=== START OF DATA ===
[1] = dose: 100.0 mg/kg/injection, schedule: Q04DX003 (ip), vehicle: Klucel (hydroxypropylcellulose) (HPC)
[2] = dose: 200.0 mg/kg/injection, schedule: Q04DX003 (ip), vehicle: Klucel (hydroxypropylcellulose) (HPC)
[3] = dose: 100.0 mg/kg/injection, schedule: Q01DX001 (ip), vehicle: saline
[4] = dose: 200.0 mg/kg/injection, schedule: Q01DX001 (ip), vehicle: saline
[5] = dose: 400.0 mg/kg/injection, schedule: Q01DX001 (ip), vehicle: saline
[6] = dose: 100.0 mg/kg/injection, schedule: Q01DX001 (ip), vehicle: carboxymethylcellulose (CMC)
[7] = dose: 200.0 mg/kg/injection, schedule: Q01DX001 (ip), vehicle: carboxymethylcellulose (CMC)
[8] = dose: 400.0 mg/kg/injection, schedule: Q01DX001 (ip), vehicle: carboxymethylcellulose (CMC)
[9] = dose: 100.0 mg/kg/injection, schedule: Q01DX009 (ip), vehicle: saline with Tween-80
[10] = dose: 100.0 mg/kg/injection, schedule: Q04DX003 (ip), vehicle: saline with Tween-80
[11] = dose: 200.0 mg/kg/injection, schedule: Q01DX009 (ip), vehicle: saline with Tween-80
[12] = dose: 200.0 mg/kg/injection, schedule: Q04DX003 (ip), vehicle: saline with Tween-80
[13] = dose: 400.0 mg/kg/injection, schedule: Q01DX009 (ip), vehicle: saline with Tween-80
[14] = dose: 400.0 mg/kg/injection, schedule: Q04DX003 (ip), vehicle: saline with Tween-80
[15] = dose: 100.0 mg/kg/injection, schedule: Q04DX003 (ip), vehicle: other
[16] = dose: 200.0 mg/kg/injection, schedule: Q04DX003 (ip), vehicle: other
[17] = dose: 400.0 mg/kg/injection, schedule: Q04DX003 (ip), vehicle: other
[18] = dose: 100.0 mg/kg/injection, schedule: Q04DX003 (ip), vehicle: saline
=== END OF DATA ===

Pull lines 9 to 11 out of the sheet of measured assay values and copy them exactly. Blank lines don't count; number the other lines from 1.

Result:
[9] = dose: 100.0 mg/kg/injection, schedule: Q01DX009 (ip), vehicle: saline with Tween-80
[10] = dose: 100.0 mg/kg/injection, schedule: Q04DX003 (ip), vehicle: saline with Tween-80
[11] = dose: 200.0 mg/kg/injection, schedule: Q01DX009 (ip), vehicle: saline with Tween-80